The National Trust has found itself in the middle of a storm over ground rents, after it was revealed that some of its tenants face eye-watering hikes of “up to 10,000%”.
The majority of those living on National Trust land pay a monthly sum to the conservation charity, but a number who bought their homes on “long” leases – originally lasting 21 years or more – have been caught out by a “higher, modern ground rent” clause, which can kick in when extending the term by another 50 years under the Leasehold Reform Act.
According to the Times, one 87-year old resident was told his payments would go from £148 per year to £15,000…
The Trust has hit back, blaming poor advice from solicitors and valuers at the time of purchase, but says it is working with those affected – thought to be around 300 households, mainly in the South West – to “find a fair solution”.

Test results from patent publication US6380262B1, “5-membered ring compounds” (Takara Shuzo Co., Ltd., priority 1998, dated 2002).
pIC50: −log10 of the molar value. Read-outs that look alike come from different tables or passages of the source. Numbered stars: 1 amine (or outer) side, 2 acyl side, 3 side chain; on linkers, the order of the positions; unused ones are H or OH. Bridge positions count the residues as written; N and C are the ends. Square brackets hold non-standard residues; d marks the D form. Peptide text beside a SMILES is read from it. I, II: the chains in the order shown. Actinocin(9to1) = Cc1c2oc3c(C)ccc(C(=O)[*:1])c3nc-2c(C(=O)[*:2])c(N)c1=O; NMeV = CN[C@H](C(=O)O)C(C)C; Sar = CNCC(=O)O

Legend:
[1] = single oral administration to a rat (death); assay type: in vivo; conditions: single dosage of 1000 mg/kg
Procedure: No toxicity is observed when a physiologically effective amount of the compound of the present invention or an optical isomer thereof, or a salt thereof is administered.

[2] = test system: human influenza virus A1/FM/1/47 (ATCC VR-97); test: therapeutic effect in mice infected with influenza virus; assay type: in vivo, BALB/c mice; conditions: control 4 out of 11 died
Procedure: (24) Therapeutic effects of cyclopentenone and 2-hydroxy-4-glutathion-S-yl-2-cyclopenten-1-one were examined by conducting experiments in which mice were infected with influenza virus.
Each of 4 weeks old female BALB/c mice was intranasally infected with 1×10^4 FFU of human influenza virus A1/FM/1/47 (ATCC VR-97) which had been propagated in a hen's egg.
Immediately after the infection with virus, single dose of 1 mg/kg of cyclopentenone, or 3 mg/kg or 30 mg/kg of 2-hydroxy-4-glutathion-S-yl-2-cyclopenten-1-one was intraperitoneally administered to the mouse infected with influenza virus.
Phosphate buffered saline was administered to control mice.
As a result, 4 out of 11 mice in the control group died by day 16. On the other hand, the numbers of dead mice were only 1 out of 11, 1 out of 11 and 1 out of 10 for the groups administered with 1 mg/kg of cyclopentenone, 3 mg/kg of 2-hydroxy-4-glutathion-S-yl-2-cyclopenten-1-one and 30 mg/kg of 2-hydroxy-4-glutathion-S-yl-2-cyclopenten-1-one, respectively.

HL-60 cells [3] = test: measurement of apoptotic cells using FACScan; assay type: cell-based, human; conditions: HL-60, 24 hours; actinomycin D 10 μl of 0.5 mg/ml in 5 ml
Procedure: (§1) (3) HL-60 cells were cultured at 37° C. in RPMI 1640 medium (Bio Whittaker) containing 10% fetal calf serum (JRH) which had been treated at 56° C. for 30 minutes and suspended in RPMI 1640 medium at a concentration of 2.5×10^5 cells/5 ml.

A statement pledged to “share the financial impact” and reduce the modern ground rents by 50%, or forgo them altogether in cases where leaseholders were deemed to have been “misled”, adding: “We are very aware of how distressing it has been for some of our tenants who discovered they would have to pay much more to live in their homes and we are continuing to work with them and the tenant representatives to reach an agreement.”